Our hydration levels are slowly depleted throughout the day and night as our bodies use water to prod along our internal processes, but the higher activity levels and warmer weather typical in summer encourage accelerated water loss through sweat. A combination of this dehydration and ambient heat act as clear triggers for drinking water, meaning we’re – ironically – more likely to stay hydrated in the warmer months.
Without the influence of heat or physical activity (which also tends to slow in the winter months), we may not think so much about drinking water, but it’s still just as important for the skin. (Itis roughly 64% water, after all!) In addition to the obvious benefits of well hydrated skin, water also encourages good circulation and delivers vital nutrients to the entire body.
More Hot Showers
Is there anything more pleasing than a long, scalding hot shower after a day out in the chill?
It may feel amazing, but hot showers – and/or showering more often than usual – strip your skin of the natural oils and proteins it would leverage to combat the dehydration brought on by the cold, arid weather.
What’s more, hot water is known to exacerbate inflammatory skin conditions, which will likely already be none too happy with dry, cold conditions.
How to Care for Your Skin in Winter
While winter months may be hard on your skin, there are plenty of measures you can take (in addition to keeping an eye on the lifestyle factors above!) to keep serious epidermal upset to a minimum.
Know Your Skin
Having a solid knowledge of your skin type and how it reacts to various environmental factors is the first step in developing a winter routine that will keep it happy until the weather warms again.
You may have a general idea of your skin’s unique temperament, but an appointment with a qualified professional can help take your knowledge to the next level and put together the perfect skincare regimen.
Don’t Skip the Exfoliants
It may seem counterintuitive to exfoliate already potentially dry, irritated skin, but winter may be themostimportant time to exfoliate, since the purpose of exfoliants is to slough off dead skin and other buildup.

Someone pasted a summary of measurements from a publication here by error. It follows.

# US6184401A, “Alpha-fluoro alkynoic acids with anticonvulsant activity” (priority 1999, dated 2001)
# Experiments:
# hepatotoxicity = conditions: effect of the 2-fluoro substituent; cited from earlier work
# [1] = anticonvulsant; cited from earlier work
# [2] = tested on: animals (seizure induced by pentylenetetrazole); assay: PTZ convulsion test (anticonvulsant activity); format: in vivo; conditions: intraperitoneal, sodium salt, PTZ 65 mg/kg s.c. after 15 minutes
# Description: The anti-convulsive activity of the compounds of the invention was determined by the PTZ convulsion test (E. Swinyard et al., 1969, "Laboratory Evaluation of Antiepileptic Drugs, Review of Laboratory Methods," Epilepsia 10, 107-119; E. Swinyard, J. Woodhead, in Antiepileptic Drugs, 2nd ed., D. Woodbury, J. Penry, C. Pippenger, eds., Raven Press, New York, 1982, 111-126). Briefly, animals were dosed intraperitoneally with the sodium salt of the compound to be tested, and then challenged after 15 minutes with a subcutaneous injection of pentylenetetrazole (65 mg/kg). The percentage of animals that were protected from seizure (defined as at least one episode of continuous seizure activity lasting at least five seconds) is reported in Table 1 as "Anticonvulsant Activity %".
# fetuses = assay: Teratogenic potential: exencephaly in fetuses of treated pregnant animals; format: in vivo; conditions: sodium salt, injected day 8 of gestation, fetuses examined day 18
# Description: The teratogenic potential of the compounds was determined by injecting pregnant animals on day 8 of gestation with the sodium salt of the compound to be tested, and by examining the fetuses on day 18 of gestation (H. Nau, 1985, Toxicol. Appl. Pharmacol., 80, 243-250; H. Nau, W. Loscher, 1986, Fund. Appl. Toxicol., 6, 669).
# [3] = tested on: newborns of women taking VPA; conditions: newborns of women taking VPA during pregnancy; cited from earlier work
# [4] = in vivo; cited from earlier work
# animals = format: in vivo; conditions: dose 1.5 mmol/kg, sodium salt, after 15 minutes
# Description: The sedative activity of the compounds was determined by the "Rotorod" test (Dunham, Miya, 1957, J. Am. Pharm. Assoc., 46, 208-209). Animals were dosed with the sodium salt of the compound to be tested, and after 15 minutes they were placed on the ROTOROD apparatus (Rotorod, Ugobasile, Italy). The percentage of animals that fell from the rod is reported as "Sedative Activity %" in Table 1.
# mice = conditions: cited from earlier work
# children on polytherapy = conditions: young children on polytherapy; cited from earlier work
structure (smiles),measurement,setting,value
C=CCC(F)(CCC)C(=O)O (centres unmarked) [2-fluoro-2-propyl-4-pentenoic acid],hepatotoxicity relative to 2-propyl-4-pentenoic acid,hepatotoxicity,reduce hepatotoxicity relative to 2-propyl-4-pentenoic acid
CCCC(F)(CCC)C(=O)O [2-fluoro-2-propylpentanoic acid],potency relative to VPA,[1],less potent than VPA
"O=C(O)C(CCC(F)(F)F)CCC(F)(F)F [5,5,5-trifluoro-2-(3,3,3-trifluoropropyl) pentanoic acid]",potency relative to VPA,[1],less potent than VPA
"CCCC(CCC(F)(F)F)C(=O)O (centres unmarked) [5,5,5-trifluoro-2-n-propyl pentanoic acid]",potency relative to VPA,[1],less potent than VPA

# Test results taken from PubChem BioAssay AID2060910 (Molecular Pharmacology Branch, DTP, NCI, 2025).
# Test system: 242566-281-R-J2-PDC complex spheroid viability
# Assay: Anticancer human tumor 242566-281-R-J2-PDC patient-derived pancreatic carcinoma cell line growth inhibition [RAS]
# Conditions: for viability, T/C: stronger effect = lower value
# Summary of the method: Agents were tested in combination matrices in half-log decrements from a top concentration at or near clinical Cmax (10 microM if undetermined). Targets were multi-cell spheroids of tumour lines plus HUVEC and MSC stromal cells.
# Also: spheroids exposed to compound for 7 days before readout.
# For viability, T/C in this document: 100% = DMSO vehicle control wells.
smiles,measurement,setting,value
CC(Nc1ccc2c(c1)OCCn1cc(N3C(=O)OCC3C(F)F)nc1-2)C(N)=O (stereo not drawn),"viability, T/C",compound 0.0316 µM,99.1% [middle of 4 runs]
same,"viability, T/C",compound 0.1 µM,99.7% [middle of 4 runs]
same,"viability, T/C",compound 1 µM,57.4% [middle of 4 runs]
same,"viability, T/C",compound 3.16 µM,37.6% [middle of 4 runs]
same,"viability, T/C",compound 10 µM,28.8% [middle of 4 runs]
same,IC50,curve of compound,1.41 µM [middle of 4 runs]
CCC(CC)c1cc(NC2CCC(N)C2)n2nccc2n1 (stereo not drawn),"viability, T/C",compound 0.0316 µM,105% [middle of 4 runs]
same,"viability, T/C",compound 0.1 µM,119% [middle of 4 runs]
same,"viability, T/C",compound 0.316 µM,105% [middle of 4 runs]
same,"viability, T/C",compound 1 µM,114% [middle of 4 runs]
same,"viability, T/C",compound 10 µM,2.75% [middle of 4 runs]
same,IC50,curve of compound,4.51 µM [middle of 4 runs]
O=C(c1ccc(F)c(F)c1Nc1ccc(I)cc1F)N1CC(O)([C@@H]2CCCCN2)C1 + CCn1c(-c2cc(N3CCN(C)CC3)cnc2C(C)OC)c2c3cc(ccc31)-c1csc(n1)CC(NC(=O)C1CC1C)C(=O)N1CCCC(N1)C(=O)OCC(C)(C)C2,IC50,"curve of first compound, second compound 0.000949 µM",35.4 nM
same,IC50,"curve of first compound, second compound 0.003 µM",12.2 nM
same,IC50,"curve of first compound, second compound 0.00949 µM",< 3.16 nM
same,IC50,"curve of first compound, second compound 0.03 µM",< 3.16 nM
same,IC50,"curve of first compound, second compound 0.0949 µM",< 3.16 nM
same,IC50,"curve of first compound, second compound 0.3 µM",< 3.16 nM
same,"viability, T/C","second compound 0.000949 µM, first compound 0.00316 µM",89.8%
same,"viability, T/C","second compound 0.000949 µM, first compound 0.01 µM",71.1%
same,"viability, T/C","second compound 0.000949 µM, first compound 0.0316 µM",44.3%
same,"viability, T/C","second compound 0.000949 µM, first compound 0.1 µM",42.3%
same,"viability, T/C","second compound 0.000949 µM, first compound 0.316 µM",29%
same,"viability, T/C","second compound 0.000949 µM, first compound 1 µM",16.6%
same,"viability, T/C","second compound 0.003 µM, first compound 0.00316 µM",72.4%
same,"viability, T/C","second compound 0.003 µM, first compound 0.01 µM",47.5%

Cold and dry conditions can result in a surplus of dead skin cells loitering on the top layer of the skin. A chemical exfoliant, such as a light peel, can help to rid the skin’s surface of unwelcome traffic and reveal the soft, glowy visage beneath. (Just make sure to moisturize!)
Speaking of moisturizers…
Moisturize, Moisturize, Moisturize
…but know that “thicker” isn’t always better.
It may be tempting to reach for your heaviest moisturizing cream during winter, but it’s more important that your moisturizer contains the right ingredients foryour skin, given the present conditions. (Refer back toknow your skin.)
Creams, serums, and oils aren’t the only way to replenish your skin’s moisture, either! Switching to a gentle milky cleanser during the winter months may give your moisturizers a boost.
Don’t Neglect Your Body
Facial skin gets alot of attention. It makes sense, given its constant visibility, but it’s important not to spend allyour time and TLC on the face; the body needs love, too! Exfoliants and a consistent, tailored moisturizing routine are key.
(Pro tip: lock in extra moisture by patting dry after a shower and moisturize within a few minutes of getting out, before your skin has time to completely dry.)
The harsh conditions of winter can wreak havoc on your skin, but with a little foresight and extra care, you can maintain your softest, glowiest skin – through winter and beyond.